Iterating on Manifest V3

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Devlin Cronin

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Feb 15, 2019, 1:36:44 PM2/15/19
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Hi folks,


Thank you very much for the feedback and constructive thoughts on the current Manifest V3 draft.  These discussions have been very valuable in highlighting gaps in capabilities and pain points. This is one of the many advantages of being able to develop these changes publicly as an open source project, and Chrome is a better browser because of it.


The extensions ecosystem on Chrome is vibrant and varied, and enables myriad use cases that would otherwise be impossible.  We are committed to preserving that ecosystem and ensuring that users can continue to customize the Chrome browser to meet their needs.  This includes continuing to support extensions, including content blockers, developer tools, accessibility features, and many others. It is not, nor has it ever been, our goal to prevent or break content blocking.

Background for Manifest v3

Extensions have evolved from a power user feature to a core aspect of Chrome, with close to half of desktop users using them.  Paired with that increase in usage, we’ve seen abuse on the platform increase dramatically. While we have a strict review process in place and we continue to invest heavily there, no review system is perfect.  An extension may comply with policies while still acting contrary to the user’s desires, if the user is unaware of what the extension is doing and why. We have relied on install-time warnings to inform users of what extensions are capable of, but both user research and real-world abuse have shown that this is insufficient.  Users need to have greater control over the data their extensions can access.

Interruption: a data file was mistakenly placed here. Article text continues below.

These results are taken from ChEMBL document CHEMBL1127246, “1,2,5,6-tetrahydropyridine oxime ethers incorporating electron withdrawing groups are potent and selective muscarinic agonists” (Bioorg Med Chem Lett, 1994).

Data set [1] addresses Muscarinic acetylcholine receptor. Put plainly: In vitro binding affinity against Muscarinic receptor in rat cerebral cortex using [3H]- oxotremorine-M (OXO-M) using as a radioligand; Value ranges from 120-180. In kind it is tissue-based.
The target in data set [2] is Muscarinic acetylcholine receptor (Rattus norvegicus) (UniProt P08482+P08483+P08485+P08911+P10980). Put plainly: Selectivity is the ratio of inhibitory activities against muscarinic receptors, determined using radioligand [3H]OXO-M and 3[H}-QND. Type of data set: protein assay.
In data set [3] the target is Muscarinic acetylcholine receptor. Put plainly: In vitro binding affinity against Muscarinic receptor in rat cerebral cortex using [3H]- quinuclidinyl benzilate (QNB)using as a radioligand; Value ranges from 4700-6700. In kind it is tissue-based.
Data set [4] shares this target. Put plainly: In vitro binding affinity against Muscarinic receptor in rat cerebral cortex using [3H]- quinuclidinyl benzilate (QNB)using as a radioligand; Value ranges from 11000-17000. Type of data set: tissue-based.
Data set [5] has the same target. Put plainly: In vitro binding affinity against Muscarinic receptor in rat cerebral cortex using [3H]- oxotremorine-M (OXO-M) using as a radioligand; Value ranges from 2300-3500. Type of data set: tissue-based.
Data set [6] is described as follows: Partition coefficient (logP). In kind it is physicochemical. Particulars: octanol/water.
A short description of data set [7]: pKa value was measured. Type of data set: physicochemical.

One of the goals of Manifest V3 is to move the platform forward to a state where abuse is harder and extensions are more transparent, but we continue to have the incredible ecosystem and solve the same use cases we do today.  This requires thinking of new solutions to problems, including ways that extensions can perform the same functionality (such as content blocking) without requiring access to all of a user’s data. We need to support these use cases while giving users much better transparency and control.


This is also the right time to modernize the platform and address long-running performance issues.  Extensions had historically been a “proving ground” for bringing functionality to the Web, supporting things like USB and Bluetooth long before they were available as APIs on the open web.  Similarly, background pages were a major inspiration for ServiceWorkers.  Completing this cycle involves moving the extensions platform to use the open web alternatives when they exist. Maintaining separate APIs has very real cost for the Chromium project (through ongoing maintenance), for developers (through confusion between similar-but-different APIs), and for users (through increased resource consumption and binary size).


Moving towards the open web allows the extension system to move forward as the web moves forward, and moving away from a long-running persistent process with a full DOM can have very real impact on resource usage.  We understand that, for some scenarios, these gains are less critical - with a powerful machine, the extra resource cost is not always noticeable. However, we feel that Chrome should provide a great browsing experience to all users, including those on less powerful machines (such as old hardware and the growing market of entry-level laptops), where these resource drains are incredibly impactful.  Good performance on low-end devices is critical.